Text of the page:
Welcome to our Masters of Social Work series! Check back each week for another profile of an expert social worker. Senator Barbara Mikulski has recently been honored by her local Baltimore community and the nation for her lifetime of service in the United States Congress. She is the longest-serving female senator in history and has been inducted into the National Women’s Hall of Fame. Scientists have even named a supernova and a space-telescope research archive after her. But despite her long and storied political career, Senator Mikulski has not forgotten her roots as a grocer’s daughter, social worker and community activist. In fact, many years after she earned her Master of Social Work, she still credits the helping profession with some of her most important lessons in leadership.
Senator Mikulski was born and raised in the working-class immigrant neighborhood of Highlandtown, East Baltimore, where a close-knit community taught her the values that would inform her life’s work. She earned her Master of Social Work to serve the same community, particularly focusing on at-risk children and teaching senior citizens about Medicare. Mikulski soon expanded her role by organizing community members to protest against plans to build a 16-lane highway that would obliterate the neighborhoods of Fell’s Point and Inner Harbor. The neighborhoods Mikulski and other activists fought to save have since developed into thriving commercial and residential areas. And Mikulski’s reputation for social work and community organizing gave her the name recognition as a champion of the middle- and working-classes that she would need to run for office.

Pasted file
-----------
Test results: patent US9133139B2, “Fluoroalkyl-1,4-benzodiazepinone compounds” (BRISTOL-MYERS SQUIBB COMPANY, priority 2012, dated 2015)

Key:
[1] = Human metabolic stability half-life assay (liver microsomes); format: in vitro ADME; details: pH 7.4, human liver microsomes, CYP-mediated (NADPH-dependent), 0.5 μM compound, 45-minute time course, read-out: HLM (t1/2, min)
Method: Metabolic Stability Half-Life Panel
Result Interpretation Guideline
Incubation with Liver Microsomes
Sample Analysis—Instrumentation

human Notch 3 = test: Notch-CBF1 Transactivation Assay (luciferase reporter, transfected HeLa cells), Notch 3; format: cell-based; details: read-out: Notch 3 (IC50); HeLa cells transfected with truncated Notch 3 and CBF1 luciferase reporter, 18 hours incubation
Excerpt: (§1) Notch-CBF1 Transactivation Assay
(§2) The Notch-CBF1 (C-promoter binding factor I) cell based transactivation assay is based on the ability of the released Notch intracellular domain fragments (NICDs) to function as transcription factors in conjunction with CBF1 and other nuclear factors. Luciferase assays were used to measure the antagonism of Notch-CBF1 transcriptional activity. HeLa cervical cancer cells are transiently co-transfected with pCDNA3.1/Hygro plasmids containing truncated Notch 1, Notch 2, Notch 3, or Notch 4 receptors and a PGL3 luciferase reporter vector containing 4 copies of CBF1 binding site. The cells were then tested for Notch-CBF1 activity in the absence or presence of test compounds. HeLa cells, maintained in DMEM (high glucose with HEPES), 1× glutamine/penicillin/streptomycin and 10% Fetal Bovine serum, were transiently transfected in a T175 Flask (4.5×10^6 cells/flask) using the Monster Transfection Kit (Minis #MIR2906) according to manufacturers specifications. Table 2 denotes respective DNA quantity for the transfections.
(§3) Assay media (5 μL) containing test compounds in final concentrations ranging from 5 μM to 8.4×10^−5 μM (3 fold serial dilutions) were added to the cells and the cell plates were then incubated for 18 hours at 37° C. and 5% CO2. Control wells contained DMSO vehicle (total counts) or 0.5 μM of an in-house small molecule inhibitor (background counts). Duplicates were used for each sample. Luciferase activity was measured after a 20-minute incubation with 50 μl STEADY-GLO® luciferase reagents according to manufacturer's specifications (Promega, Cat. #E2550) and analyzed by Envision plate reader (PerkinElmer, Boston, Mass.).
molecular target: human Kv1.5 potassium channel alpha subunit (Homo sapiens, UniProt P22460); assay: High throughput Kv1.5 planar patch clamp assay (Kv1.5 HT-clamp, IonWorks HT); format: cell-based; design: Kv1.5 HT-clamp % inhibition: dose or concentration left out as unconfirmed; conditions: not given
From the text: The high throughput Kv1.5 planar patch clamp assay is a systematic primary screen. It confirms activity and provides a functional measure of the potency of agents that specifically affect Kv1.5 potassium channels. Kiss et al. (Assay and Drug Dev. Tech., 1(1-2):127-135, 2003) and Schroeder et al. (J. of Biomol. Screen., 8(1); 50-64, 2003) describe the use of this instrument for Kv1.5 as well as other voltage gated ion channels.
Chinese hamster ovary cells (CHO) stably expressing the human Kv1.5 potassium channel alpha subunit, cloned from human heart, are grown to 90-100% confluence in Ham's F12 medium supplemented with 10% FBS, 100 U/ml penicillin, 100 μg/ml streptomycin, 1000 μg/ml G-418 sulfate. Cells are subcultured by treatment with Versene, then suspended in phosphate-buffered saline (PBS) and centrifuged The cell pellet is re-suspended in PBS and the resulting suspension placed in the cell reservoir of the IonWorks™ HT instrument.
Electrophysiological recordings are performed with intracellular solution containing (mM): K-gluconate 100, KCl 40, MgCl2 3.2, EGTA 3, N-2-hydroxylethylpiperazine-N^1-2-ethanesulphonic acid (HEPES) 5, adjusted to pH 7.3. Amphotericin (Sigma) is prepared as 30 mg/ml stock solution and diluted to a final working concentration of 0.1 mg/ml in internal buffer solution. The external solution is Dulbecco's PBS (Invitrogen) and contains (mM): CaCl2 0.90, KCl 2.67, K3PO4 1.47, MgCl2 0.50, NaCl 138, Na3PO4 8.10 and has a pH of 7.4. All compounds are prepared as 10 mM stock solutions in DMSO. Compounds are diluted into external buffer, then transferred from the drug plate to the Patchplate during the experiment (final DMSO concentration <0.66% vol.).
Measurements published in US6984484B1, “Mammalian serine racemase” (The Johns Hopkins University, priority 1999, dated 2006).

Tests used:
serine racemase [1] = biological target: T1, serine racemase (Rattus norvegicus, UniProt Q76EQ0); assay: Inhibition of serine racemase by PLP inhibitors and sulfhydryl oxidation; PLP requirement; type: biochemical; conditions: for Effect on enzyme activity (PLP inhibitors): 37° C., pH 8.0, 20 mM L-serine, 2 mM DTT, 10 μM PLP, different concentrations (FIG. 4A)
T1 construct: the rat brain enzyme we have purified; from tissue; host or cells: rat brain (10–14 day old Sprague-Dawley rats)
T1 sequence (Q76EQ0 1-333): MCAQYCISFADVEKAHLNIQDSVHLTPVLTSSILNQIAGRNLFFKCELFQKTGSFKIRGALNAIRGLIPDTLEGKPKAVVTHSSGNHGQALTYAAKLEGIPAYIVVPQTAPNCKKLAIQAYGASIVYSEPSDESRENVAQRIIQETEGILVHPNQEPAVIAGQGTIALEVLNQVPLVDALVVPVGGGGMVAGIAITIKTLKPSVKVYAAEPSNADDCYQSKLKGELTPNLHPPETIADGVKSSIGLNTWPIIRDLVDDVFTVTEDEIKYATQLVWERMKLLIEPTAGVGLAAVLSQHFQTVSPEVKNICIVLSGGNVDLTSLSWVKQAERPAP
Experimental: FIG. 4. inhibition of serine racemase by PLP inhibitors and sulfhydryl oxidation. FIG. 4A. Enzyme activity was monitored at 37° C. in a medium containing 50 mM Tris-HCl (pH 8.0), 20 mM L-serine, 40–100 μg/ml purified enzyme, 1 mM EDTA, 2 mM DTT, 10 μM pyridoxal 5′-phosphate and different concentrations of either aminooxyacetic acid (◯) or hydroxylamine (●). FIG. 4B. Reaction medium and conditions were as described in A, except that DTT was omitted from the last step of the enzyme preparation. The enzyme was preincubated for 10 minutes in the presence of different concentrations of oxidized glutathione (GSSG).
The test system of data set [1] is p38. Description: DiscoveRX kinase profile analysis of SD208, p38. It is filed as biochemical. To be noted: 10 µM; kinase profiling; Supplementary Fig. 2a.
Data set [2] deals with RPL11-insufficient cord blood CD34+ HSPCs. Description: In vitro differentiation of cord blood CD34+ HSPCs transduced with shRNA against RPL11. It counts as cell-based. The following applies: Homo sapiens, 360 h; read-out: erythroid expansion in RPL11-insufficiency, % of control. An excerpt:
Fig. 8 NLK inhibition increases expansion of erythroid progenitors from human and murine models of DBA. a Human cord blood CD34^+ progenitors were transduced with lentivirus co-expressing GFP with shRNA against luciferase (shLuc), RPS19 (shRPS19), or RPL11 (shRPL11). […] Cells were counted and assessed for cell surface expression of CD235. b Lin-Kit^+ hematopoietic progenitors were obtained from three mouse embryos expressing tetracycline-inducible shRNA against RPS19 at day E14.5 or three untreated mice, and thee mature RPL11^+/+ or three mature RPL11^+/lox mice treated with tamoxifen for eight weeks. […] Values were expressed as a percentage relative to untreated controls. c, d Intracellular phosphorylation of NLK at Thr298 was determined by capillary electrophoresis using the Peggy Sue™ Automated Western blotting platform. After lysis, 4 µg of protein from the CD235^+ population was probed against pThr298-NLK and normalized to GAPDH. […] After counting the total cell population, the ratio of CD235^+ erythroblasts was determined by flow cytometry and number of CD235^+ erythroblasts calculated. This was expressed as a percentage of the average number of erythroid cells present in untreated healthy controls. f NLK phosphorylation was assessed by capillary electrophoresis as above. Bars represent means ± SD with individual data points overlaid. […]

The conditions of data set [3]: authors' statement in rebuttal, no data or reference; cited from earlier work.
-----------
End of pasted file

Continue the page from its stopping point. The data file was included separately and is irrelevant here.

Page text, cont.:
Service in Public Office
Senator Mikulski has served in public office for more than 40 years, beginning with her election to the Baltimore City Council in 1971. In 1976, the people of Maryland’s third district elected her to serve them in the Congress, and in 1986, she became the first Democratic woman to serve in the Senate. Today, Senator Mikulski is the longest-serving woman in the history of Congress. She recently told ABC News , “I think, for me, it’s not how long I’ve served, it’s how well I’ve served.” And throughout her service in the Senate, Mikulski has advocated for legislation related to a consistent set of values. Senator Mikulski has championed access to higher education, senior citizens, public funding for scientific research, women’s health and veterans benefits. Senator Mikulski has even earned the informal title of “Dean of the Senate Women” because of her bipartisan work mentoring younger women in the senate. She even helped to organize a bipartisan senate women’s dinner, which has met every other month since 1994, even during times of deep political division. Perhaps the most recent piece of major legislation she fought to pass was the Lilly Ledbetter Fair Pay Act, which guarantees equal pay for women.
Still Fighting for Social Workers
Despite Senator Mikulski’s stellar political career, she has not forgotten her roots as a social worker. According to her website, her experience as a social worker taught her to listen to her constituents and how to allow their personal concerns to inform her politics. And in addition to applying what she learned as a social worker to her political work, she also fights to advance the interests of social workers. On March 15, 2011, Senator Mikulski introduced two bills to the Senate which expressly address the concerns of social workers. The Dorothy I. Height and Whitney M. Young Jr. Social Work Reinvestment Act will establish grant programs for social work, fund studies on social work, create a national coordination center and launch a media campaign promoting social work. The Clinical Social Work Medicare Act will allow clinical social workers to be directly reimbursed for mental health services they provide in skilled nursing facilities, a right previously reserved for psychologists and psychiatrists.